University of California - San Diego. "Unmanned Aircraft To Study Southern California Smog And Its Consequences." ScienceDaily. ScienceDaily, 8 May 2008. <www.sciencedaily.com/releases/2008/05/080506100329.htm>.
University of California - San Diego. (2008, May 8). Unmanned Aircraft To Study Southern California Smog And Its Consequences. ScienceDaily. Retrieved November 24, 2014 from www.sciencedaily.com/releases/2008/05/080506100329.htm
University of California - San Diego. "Unmanned Aircraft To Study Southern California Smog And Its Consequences." ScienceDaily. www.sciencedaily.com/releases/2008/05/080506100329.htm (accessed November 24, 2014).

Share This


More From ScienceDaily



More Earth & Climate News

Monday, November 24, 2014

Featured Research

from universities, journals, and other organizations


Featured Videos

from AP, Reuters, AFP, and other news services

Ebola-Hit Sierra Leone's Late Cocoa Leaves Bitter Taste

Ebola-Hit Sierra Leone's Late Cocoa Leaves Bitter Taste

AFP (Nov. 23, 2014) The arable district of Kenema in Sierra Leone -- at the centre of the Ebola outbreak in May -- has been under quarantine for three months as the cocoa harvest comes in. Duration: 01:32 Video provided by AFP
Powered by NewsLook.com
NY Gov. on Flood Prep: 'prepared for the Worst'

NY Gov. on Flood Prep: 'prepared for the Worst'

AP (Nov. 23, 2014) First came the big storm. Now comes the big melt for residents of flood-prone areas around Buffalo. New York's governor says officials are preparing for the worst as the temperature is expected to rise and potentially melt several feet of snow. (Nov. 23) Video provided by AP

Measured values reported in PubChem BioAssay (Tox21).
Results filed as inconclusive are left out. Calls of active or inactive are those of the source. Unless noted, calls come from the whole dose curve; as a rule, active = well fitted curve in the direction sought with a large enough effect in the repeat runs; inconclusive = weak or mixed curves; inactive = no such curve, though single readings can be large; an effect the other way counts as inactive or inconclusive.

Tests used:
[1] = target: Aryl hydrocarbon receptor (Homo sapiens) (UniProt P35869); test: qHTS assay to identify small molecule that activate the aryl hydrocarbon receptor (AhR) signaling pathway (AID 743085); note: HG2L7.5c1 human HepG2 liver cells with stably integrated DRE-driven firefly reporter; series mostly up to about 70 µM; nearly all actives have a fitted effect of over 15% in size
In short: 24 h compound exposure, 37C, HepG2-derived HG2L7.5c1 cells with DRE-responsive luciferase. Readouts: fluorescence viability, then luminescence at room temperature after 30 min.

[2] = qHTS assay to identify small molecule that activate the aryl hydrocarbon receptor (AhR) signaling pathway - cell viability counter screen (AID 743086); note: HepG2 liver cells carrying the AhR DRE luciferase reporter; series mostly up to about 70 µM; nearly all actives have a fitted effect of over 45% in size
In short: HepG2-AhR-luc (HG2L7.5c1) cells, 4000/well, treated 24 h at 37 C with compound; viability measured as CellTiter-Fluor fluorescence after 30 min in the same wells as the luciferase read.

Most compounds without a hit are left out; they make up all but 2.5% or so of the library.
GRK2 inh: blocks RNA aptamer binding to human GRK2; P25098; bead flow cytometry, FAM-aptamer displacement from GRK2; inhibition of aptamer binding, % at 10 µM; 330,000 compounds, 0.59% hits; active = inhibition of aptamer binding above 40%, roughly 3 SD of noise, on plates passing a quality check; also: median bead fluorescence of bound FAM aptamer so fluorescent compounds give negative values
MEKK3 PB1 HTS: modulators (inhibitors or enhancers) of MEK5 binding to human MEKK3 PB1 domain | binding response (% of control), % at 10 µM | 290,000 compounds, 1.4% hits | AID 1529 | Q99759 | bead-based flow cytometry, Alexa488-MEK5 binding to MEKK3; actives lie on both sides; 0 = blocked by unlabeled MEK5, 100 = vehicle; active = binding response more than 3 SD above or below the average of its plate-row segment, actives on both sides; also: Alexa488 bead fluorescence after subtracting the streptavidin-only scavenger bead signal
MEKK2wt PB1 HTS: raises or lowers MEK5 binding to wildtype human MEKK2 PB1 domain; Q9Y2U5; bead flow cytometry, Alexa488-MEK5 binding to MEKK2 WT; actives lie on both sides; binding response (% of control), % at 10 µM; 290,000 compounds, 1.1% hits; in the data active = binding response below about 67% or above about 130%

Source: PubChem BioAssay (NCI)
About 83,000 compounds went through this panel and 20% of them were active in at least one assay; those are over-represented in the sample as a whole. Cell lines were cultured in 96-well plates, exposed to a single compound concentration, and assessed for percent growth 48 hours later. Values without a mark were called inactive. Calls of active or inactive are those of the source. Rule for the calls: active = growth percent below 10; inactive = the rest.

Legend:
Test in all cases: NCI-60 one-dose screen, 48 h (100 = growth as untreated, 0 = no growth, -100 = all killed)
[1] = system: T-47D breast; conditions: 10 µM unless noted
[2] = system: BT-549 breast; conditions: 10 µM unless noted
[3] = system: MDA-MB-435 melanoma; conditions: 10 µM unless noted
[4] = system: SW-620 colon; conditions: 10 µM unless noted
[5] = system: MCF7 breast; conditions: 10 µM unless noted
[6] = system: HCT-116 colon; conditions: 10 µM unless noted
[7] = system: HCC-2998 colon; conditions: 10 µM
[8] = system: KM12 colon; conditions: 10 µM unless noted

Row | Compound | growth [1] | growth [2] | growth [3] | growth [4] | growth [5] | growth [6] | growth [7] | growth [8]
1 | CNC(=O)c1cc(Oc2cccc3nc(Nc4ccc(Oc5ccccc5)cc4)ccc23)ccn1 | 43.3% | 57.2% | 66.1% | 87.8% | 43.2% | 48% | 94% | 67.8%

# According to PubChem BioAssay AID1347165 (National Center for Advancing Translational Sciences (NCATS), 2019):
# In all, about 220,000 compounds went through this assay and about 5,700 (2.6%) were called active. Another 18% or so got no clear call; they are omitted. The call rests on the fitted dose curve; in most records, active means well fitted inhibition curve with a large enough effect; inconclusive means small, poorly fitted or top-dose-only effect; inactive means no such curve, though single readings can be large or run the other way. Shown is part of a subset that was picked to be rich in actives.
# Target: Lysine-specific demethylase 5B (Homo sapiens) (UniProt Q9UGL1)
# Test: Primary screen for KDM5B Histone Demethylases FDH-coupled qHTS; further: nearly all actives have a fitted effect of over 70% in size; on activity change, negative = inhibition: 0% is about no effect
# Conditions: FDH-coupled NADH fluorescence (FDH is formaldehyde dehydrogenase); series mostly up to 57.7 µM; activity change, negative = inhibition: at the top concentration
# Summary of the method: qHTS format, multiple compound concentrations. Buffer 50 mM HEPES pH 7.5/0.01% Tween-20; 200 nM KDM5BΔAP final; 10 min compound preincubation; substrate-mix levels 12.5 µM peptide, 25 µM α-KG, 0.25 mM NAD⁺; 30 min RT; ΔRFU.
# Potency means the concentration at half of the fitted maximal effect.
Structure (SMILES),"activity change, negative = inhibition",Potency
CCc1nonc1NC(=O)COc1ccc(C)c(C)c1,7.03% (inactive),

Powered by NewsLook.com
Anglerfish Rarely Seen In Its Habitat Will Haunt You

Anglerfish Rarely Seen In Its Habitat Will Haunt You

Newsy (Nov. 22, 2014) For the first time Monterey Bay Aquarium recorded a video of the elusive, creepy and rarely seen anglerfish. Video provided by Newsy
Powered by NewsLook.com
Raw: Buffalo Residents Digging Out, Helping out

Raw: Buffalo Residents Digging Out, Helping out

AP (Nov. 22, 2014) Hundreds of volunteers joined a 'shovel brigade' in Buffalo, New York on Saturday, as the city was living up to its nickname, "The City of Good Neighbors." Video provided by AP
Powered by NewsLook.com

Search ScienceDaily

Number of stories in archives: 140,361

Find with keyword(s):
Enter a keyword or phrase to search ScienceDaily for related topics and research stories.

Save/Print:
Share:

Breaking News:

Strange & Offbeat Stories


Plants & Animals

Earth & Climate

Fossils & Ruins

In Other News

... from NewsDaily.com

Science News

Health News

Environment News

Technology News



Save/Print:
Share:

Free Subscriptions


Get the latest science news with ScienceDaily's free email newsletters, updated daily and weekly. Or view hourly updated newsfeeds in your RSS reader:

Get Social & Mobile


Keep up to date with the latest news from ScienceDaily via social networks and mobile apps:

Have Feedback?


Tell us what you think of ScienceDaily -- we welcome both positive and negative comments. Have any problems using the site? Questions?
Mobile: iPhone Android Web
Follow: Facebook Twitter Google+
Subscribe: RSS Feeds Email Newsletters
Latest Headlines Health & Medicine Mind & Brain Space & Time Matter & Energy Computers & Math Plants & Animals Earth & Climate Fossils & Ruins